CRCHUM, Department of Neurosciences, Université de Montréal
Molecular mechanisms underlying T lymphocytes interactions with oligodendrocytes in neuroinflammation
In multiple sclerosis (MS), there is an abnormal response of immune cells against cells of the brain and spinal cord. Oligodendrocytes, the myelin-producing cells that support and insulate neurons, are injured by the inflammatory response, leaving neurons vulnerable. If oligodendrocytes could recover and regenerate, the neurological damage could be reversed, but this is often not the case.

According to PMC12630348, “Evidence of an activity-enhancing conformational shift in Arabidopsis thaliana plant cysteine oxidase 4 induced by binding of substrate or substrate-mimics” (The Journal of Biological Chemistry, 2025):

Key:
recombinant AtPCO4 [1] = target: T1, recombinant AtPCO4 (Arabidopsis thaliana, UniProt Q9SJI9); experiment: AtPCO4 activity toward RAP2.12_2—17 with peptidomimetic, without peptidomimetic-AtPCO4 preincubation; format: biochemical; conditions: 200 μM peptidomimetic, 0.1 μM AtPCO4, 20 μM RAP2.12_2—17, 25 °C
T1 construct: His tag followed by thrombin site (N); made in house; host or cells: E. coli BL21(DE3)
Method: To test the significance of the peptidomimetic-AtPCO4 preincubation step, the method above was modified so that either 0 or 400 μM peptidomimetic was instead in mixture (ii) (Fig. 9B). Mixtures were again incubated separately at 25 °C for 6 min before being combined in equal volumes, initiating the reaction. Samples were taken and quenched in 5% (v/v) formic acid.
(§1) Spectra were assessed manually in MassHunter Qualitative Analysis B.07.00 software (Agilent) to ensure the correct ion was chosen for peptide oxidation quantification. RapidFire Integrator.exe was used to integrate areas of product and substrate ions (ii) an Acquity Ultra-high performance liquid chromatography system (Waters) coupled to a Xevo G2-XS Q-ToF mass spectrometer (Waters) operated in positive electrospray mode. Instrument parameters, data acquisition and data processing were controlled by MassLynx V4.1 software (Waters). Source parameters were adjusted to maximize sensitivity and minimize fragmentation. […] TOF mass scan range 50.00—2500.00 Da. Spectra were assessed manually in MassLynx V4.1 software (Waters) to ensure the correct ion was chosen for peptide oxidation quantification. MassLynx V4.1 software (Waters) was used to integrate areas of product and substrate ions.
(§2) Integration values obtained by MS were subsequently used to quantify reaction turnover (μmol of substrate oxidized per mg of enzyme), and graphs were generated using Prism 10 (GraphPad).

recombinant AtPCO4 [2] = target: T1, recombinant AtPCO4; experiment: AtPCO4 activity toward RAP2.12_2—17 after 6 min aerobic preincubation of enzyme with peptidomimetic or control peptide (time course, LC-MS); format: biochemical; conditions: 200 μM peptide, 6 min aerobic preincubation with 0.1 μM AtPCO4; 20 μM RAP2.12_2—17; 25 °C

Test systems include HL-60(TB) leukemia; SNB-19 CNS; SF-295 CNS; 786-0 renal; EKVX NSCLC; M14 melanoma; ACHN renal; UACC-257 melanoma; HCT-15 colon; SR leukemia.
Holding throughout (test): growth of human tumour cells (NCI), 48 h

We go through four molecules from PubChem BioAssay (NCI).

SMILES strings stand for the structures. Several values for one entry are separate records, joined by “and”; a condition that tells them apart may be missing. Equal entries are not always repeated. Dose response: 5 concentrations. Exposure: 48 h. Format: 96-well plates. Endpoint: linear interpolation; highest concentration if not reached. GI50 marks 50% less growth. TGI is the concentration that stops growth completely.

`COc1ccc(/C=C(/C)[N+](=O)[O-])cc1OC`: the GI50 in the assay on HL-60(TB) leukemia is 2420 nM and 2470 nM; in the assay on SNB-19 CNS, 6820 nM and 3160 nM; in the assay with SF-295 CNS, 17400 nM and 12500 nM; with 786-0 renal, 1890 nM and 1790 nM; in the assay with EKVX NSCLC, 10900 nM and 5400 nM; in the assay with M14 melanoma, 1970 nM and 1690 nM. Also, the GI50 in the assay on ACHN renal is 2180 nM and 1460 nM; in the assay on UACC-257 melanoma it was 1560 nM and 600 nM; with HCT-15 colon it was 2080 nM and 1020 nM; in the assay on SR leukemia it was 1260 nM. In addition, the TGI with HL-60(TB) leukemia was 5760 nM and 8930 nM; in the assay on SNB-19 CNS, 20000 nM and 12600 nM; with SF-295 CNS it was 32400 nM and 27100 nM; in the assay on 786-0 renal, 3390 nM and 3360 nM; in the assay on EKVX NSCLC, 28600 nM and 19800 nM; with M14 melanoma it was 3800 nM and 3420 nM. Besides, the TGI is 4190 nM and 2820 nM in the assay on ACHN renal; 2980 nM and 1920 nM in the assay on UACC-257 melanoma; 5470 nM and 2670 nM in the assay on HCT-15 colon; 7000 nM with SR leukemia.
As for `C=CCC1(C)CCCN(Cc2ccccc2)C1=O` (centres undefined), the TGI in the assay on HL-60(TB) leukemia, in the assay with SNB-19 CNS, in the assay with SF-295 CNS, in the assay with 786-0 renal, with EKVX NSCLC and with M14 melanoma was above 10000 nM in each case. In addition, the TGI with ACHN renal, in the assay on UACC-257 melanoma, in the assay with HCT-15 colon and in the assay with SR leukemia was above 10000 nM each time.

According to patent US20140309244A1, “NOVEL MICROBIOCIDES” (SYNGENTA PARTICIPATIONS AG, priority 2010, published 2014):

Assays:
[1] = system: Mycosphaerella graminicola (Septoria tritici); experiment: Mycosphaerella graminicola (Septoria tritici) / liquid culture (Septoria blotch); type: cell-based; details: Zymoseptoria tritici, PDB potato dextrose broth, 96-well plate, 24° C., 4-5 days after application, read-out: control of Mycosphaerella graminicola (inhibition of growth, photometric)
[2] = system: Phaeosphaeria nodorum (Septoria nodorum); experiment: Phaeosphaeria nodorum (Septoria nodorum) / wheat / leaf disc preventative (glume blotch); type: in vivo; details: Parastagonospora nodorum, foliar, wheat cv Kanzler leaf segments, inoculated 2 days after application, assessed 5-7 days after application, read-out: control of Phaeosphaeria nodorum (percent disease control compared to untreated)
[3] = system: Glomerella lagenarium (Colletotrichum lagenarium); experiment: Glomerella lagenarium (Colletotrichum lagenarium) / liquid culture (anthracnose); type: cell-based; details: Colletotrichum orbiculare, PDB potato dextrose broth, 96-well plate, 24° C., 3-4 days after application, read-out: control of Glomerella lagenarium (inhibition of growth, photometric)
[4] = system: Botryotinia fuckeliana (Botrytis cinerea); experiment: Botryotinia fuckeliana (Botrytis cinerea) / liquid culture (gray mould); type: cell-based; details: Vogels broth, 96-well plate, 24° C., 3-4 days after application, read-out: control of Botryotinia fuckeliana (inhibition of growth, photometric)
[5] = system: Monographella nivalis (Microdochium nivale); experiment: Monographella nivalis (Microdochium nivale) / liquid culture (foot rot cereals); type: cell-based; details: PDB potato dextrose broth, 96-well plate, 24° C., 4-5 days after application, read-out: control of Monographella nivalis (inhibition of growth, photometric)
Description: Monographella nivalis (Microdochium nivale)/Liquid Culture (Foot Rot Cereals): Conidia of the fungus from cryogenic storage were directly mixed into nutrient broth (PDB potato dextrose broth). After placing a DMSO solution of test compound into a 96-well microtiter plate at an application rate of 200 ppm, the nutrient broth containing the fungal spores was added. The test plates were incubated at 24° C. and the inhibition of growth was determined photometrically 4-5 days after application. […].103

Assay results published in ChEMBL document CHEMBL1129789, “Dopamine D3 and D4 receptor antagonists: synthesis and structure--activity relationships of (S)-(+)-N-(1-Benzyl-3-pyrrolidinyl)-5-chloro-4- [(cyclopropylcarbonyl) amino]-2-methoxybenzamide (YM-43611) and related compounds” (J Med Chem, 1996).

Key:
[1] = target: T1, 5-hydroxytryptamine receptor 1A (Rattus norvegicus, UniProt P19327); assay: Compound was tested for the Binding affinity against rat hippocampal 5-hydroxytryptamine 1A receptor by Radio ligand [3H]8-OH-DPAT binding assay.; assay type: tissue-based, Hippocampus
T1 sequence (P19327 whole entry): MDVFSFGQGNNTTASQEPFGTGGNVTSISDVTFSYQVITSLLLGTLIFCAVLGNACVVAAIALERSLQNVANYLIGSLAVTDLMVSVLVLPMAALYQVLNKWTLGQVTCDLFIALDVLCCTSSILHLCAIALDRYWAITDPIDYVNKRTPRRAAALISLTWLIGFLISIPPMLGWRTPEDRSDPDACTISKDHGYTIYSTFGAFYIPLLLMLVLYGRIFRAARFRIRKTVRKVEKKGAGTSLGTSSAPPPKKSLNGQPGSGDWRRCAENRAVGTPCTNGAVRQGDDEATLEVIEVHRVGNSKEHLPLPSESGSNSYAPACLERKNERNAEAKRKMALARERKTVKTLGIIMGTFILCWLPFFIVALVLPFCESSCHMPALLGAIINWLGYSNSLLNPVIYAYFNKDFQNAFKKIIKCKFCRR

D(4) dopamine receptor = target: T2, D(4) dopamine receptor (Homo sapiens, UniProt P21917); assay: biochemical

T cells are considered to play a major role in neuroinflammatory disorders such as MS, but whether they directly contact and injure oligodendrocytes has remained undefined. Dr Larochelle has recently observed T cells directly in contact with oligodendrocytes. She now proposes to characterize the molecules implicated in the contact and the consequences of these direct T cell-oligodendrocytes interactions. Preventing T cell-mediated oligodendrocyte damage could decrease the accumulation of neurological disability in MS.